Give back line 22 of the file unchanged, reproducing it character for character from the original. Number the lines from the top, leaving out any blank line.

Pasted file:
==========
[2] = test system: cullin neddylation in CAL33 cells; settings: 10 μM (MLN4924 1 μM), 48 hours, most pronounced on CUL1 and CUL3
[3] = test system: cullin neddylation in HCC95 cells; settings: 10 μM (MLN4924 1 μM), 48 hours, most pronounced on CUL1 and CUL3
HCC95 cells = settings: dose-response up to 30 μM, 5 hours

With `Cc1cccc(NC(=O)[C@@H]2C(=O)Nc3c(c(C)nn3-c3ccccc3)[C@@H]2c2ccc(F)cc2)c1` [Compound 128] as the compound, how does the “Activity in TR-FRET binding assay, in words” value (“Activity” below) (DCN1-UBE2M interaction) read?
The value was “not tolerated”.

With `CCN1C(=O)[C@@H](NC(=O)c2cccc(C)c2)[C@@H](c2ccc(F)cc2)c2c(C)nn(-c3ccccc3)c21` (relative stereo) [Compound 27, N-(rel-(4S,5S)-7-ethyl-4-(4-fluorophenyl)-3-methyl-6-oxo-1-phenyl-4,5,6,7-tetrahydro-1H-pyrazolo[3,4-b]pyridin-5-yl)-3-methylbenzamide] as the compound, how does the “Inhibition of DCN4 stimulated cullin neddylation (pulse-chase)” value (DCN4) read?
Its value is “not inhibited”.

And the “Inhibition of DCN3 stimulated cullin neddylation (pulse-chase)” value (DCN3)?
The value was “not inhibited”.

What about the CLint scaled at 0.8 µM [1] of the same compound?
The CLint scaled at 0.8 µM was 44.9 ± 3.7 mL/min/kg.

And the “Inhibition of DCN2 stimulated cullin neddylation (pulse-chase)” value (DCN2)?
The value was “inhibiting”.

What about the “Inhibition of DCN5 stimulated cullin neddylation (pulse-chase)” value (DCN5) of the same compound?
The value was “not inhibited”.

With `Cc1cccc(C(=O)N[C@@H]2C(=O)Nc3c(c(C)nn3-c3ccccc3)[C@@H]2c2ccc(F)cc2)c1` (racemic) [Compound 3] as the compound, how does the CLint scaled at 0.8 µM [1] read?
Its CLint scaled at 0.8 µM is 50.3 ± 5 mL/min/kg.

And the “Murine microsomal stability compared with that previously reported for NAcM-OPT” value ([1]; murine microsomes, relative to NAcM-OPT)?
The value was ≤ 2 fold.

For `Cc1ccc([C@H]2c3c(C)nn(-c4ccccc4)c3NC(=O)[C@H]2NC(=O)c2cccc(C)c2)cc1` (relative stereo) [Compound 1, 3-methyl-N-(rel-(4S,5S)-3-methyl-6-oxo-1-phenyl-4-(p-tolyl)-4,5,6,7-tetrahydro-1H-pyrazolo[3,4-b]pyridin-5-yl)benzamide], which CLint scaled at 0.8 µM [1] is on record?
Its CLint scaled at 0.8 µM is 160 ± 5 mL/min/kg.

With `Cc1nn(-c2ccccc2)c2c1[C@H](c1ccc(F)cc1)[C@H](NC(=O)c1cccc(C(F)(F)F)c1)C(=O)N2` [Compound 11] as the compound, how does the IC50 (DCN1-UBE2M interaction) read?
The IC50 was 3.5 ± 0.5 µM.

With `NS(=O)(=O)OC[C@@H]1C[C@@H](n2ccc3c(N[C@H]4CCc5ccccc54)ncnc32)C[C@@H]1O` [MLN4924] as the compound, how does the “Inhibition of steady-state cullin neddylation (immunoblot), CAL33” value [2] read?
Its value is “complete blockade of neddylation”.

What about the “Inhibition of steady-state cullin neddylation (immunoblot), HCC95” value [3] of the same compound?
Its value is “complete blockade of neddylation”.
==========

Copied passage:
With `Cc1nn(-c2ccccc2)c2c1[C@H](c1ccc(F)cc1)[C@H](NC(=O)c1cccc(C(F)(F)F)c1)C(=O)N2` [Compound 11] as the compound, how does the IC50 (DCN1-UBE2M interaction) read?